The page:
Right at the end of primary school a few people in the class got into Judge Dredd, mainly because of the film and videogame, and bought a few collected books in (i vaguely remember Joe getting his eyes poked out). My brother later started getting 2000AD and i got the Megazine (my first 'run' with it), but we'd left the school by then. To us 10-11 year olds in the 90's those violent 70's stories seemed "adult" and like something "we shouldn't be reading" even though they'd been aimed at the same age group when they were first written. How times changed in those 20 years!

Lew Stringer
Posts: 7041
Joined: 01 Mar 2006, 00:59
Contact:

Re: Which comics felt more "real" to you?

Post by Lew Stringer »

tolworthy wrote: But to me they mattered in a real way. it's like how some people get passionate about certain music - it defines them. I'm that way with some comics. They had a significance in my mental landscape that other comics (and TV and other media) did not. I learned to read with comics. I grew up with them.
Ah, so basically you're asking how important comics were to people and which ones. My feelings about comics are the same as those you described (albeit different comics 'cos I grew up in an earlier decade). I suspect most members of this forum feel the same or we wouldn't be here. :)

Lew
The blog of British comics: http://lewstringer.blogspot.com
My website: http://www.lewstringer.com
Blog about my own work: http://lewstringercomics.blogspot.com/

User avatar
chrissmillie
Posts: 536
Joined: 06 Mar 2006, 14:22
Location: Cairo, Egypt
Contact:

Re: Which comics felt more "real" to you?

Post by chrissmillie »

I have of course missed out some great later comics, like Warrior, Marvel Super-Heroes, St Swithin's Day, early Crisis, Revolver, mid-2000AD, Jack Staff, Ghost Rider...really, the list goes on to the present day, with Captain America and Thor being especially good over the past few years (Cap America's a weird one - terrible plots, such as bringing Bucky back, killing Steve Rogers, bringing GA Human Torch back as a slave, making Bucky the new Cap, bringing back Rogers - yet Brubaker and the art team really make it work)
STARSCAPE
http://www.StarscapeComic.co.uk
Classic British reprints and all-new comics

User avatar
colcool007
Mr Valeera
Posts: 3858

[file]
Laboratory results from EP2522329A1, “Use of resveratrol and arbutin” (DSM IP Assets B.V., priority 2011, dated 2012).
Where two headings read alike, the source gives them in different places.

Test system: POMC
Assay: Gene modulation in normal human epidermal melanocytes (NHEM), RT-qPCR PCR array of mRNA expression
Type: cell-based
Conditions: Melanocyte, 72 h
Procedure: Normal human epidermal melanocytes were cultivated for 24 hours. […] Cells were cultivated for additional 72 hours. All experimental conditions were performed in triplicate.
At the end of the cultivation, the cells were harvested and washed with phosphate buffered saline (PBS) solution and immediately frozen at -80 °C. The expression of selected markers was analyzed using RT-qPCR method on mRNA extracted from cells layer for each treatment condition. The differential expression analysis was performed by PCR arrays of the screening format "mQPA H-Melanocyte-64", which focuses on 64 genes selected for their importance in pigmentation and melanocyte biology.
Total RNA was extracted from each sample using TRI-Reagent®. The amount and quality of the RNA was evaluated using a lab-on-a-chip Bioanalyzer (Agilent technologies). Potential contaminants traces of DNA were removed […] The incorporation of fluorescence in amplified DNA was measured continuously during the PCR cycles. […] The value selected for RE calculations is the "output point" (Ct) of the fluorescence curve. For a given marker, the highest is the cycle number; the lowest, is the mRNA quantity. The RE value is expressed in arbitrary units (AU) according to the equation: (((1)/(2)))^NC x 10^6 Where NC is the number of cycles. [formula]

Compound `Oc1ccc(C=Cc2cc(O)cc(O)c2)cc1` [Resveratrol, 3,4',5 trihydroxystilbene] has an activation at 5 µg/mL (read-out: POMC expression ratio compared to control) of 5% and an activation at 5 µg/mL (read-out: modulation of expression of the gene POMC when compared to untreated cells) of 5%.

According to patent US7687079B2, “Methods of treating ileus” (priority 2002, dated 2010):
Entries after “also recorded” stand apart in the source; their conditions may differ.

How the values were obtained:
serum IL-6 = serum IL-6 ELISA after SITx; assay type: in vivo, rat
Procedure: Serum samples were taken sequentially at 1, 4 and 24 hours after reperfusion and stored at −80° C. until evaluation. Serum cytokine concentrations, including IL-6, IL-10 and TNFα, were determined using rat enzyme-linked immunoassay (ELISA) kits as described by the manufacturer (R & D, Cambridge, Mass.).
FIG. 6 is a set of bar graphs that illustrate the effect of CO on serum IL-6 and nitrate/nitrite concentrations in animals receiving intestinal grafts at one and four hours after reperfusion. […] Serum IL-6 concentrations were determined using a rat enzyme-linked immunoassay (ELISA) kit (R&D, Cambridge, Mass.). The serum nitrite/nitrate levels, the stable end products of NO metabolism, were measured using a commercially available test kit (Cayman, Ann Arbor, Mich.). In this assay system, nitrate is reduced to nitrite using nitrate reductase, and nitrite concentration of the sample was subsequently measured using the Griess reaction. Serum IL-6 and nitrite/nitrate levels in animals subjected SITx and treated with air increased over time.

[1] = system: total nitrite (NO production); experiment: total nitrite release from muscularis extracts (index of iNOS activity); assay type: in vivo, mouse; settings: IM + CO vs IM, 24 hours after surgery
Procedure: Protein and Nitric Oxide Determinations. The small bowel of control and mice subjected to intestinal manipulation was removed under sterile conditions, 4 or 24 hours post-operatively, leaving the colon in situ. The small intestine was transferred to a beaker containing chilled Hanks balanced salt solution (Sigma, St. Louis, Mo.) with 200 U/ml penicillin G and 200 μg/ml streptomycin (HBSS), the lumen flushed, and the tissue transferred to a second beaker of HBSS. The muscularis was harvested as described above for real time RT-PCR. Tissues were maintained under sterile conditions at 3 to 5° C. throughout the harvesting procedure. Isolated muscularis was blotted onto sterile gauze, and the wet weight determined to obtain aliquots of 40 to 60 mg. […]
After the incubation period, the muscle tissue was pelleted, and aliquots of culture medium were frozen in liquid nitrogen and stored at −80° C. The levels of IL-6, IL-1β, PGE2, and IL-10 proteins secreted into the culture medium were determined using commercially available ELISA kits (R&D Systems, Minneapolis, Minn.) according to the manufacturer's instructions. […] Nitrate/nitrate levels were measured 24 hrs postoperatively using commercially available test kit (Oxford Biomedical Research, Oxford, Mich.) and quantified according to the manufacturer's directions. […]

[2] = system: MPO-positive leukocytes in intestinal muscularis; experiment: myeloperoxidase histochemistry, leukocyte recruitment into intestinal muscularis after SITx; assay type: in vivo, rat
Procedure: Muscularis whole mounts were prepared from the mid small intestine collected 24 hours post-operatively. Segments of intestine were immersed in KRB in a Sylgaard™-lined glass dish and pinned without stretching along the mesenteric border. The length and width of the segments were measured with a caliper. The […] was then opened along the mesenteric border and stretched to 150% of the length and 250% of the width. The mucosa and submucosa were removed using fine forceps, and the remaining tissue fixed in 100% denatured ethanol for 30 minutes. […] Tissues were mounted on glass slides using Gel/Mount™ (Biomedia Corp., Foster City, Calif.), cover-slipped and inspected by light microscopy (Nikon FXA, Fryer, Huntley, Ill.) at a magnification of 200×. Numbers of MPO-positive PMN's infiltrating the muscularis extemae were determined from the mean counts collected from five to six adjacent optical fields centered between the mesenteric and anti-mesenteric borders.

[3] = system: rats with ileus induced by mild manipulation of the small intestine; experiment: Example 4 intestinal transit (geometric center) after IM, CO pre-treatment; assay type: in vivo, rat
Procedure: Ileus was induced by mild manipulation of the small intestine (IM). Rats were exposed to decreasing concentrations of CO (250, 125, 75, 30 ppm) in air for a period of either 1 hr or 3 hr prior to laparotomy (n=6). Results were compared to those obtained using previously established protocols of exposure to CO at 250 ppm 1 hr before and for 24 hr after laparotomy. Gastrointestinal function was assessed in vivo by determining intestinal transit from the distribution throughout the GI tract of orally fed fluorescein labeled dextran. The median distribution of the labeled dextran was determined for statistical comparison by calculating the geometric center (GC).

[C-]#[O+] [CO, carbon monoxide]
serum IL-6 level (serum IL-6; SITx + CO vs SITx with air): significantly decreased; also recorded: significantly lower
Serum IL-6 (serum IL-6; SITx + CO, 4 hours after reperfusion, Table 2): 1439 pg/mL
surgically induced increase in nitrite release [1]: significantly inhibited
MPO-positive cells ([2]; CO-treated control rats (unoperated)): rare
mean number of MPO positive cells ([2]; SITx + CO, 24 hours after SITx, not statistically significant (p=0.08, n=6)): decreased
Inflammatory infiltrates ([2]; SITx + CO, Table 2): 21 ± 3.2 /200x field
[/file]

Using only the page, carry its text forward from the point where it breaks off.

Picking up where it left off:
Joined: 03 Mar 2006, 18:06
Location: Lost in time, lost in space
Contact:

Re: Which comics felt more "real" to you?

Post by colcool007 »

chrissmillie wrote:I have of course missed out some great later comics, like Warrior, Marvel Super-Heroes, St Swithin's Day, early Crisis, Revolver, mid-2000AD, Jack Staff, Ghost Rider...really, the list goes on to the present day....
Chris, you are not that old. So stop pretending and enjoy the comics we have/had. :lol: Plus, I saw your stall at many a Bristol expo, so you have had a better than even chance that you have seen these comics. :D
I started to say something sensible but my parents took over my brain!

User avatar
chrissmillie
Posts: 536
Joined: 06 Mar 2006, 14:22
Location: Cairo, Egypt
Contact:

Re: Which comics felt more "real" to you?

Post by chrissmillie »

I meant missed out of my list, as I only chose childhood comics. I've read all of those and are indeed amongst my favourites.
STARSCAPE
http://www.StarscapeComic.co.uk
Classic British reprints and all-new comics

STARBOY
Posts: 696
Joined: 12 Oct 2008, 22:05

Re: Which comics felt more "real" to you?

Post by STARBOY »

For me so many comics were "important" at different times in my life -generally the ODHAMS Comics (Wham, Smash, Pow especially)were my favourite, they were different and had a real edge to them (great wierd scary stuff- to 6 year old me- by Reid plus the US Marvel strips ) they were the first comics (IMHO in UK) that "spoke" to the readers as fans not just "pals! - then again I also loved the IPC/Fleetway books Valliant, Smash(when it went ot IPC) Thunder, Lion again some quirky strips that were of the time (65-73) and great art on nice paper. UK Marvel of course especially the 72- 75 period was of major importance to me (my fanboy days). I never was a massive fan of DCT adventure/boysd comics (love the kids comics whenI was very young BEANO, Dandy and especially the Beezer and Topper which I always liked and Oor Wullie) the boys books to me were always (even at the time th emid 60s - 72 when i read them on and off) to be really old fashioned and dull printed on poor quality paper (of course I looka t them today and some of the stuff is really amazing) - I' d have to reiterate the great WARRIOR (seems tohave been forgotten it seems by fans) and ALan Class comics (US comics also they were my all time favourite pured over them and still , sadly do)

Post Reply